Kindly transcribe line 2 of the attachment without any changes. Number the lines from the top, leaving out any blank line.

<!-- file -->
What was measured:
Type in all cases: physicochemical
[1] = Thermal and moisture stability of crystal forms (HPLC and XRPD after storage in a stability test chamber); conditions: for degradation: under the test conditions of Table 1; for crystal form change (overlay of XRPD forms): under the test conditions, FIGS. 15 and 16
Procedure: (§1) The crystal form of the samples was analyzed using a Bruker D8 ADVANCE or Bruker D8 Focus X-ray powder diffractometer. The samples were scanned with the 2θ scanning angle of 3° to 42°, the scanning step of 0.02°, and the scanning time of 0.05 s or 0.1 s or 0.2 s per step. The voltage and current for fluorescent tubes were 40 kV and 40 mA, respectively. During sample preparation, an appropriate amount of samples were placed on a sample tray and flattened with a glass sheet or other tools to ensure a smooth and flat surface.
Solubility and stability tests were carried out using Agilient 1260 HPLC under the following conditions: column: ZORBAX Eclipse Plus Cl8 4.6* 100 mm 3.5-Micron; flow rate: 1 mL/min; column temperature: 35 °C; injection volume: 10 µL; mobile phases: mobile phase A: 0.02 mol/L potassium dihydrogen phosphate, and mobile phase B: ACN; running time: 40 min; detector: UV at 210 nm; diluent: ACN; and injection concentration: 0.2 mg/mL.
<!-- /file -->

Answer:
Type in all cases: physicochemical